The Boeing Dreamliner's Long Road to FAA Approval

It's clear for takeoff: three years late

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The eagle has landed! Three years behind schedule, and billions of dollars over budget, Boeing has finally received Federal Aviation Administration approval for its 787 Dreamliner to carry passengers. It's the world's first plastic-composite jet, which "uses lighter-weight plastics and more electricity to let it fly farther with less" and "allows airlines to open new long-haul routes that wouldn’t warrant service with jumbo jets," reports Bloomberg. So what took this jumbo jet so long to get the FAA's seal of approval? These were the obstacles:

Its technical sophistication, notes the Associated Press:

The outer skin of the airplane and much of the structure underneath are made from carbon-fiber-reinforced composite plastic, not aluminum. In addition, many of the vital systems of the airplane are powered by electrical generators rather than by compressed air diverted from the engines, which is the norm on previous jets.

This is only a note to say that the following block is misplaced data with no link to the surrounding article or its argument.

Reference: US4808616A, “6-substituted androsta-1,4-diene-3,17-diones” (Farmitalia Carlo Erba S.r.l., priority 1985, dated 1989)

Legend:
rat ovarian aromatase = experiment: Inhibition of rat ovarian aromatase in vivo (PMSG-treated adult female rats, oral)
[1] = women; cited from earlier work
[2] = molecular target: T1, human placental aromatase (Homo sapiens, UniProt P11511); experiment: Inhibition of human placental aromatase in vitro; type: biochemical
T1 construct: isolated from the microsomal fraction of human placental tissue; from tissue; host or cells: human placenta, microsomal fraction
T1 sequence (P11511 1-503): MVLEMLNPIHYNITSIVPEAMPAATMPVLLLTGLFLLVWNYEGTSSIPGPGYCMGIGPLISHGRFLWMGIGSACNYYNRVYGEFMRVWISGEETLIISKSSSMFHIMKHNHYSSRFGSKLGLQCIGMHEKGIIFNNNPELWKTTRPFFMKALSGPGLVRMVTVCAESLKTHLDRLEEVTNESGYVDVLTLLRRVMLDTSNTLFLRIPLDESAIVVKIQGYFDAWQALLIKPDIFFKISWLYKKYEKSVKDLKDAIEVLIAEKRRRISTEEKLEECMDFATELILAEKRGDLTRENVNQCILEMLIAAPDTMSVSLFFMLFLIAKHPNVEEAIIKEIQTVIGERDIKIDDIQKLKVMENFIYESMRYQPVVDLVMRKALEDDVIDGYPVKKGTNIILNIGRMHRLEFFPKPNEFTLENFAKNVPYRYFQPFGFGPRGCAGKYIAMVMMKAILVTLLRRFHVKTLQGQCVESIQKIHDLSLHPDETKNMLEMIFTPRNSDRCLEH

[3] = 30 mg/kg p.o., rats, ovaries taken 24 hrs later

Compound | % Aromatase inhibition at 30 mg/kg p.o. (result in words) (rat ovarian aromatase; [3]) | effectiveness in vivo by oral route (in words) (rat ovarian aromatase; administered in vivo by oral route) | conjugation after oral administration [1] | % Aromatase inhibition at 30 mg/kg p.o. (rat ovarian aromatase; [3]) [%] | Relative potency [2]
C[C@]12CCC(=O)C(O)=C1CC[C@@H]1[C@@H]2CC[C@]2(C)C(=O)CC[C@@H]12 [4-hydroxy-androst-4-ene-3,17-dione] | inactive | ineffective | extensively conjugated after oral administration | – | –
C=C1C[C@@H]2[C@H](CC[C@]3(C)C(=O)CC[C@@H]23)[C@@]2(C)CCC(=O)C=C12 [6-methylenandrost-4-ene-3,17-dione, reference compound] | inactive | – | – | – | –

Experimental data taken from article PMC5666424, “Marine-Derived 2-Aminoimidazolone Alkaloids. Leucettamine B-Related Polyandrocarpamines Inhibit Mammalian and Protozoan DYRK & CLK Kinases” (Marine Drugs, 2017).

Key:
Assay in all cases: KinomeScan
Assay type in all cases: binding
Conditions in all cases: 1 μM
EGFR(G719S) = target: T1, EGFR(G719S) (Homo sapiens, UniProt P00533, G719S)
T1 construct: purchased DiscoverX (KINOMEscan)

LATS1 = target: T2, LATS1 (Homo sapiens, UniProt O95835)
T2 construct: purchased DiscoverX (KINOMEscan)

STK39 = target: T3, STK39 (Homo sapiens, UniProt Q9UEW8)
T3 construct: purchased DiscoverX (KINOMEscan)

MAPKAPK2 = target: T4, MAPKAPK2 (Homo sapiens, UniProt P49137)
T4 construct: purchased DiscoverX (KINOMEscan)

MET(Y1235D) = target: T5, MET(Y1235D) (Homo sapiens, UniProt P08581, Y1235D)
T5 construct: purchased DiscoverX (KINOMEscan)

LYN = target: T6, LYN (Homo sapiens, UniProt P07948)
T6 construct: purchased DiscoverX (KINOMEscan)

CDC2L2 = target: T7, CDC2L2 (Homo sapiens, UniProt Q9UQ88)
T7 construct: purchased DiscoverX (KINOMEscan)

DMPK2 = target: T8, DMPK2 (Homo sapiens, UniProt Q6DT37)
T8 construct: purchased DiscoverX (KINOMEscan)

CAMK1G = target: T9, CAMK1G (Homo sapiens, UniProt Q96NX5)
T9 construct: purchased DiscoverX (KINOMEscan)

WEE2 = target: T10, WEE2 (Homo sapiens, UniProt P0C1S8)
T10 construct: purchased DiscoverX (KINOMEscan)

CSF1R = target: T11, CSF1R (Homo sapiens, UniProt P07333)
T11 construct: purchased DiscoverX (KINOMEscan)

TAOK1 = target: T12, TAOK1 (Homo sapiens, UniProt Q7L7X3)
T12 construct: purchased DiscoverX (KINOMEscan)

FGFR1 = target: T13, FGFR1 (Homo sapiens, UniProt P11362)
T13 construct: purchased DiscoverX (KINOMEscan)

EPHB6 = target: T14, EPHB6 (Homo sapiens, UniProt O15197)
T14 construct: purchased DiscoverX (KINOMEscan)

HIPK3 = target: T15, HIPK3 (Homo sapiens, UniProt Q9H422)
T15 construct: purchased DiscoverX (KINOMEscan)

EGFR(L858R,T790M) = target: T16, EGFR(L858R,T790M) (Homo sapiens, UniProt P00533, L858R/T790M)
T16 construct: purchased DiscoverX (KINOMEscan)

Because of the new technology, the FAA laid down a series of "special conditions," requiring Boeing to demonstrate that the plane is at least as safe as previous aircraft.

They outsourced much of the project, writes Jason Paur at Wired:

Boeing took a huge risk when it decided not only to design and build an entirely new airplane, but to come up with a new way to design and build that airplane. In an unusual move, the company outsourced the design and construction of major components to firms in countries around the world. Many point to that as the cause of many delays, which ultimately made the plane three years late.

But Aboulafia says the real problem was Boeing let outside firms do too much design work.

“Outsource production,” he says. “Don’t outsource design.”

Union woes, notes Laura Myers and Kyle Peterson at Reuters:

Boeing is mired in a legal dispute with one of its top labor unions in Washington state, where it has traditionally built its aircraft. The International Association of Machinists and the National Labor Relations Board have accused Boeing of building a nonunion 787 assembly plant in South Carolina to punish the IAM for past strikes.

Boeing blames one of its seven program delays on a 58-day strike in 2008 over a contract dispute, but it rejects the notion that placement of its second assembly line was retaliatory.

This article is from the archive of our partner The Wire.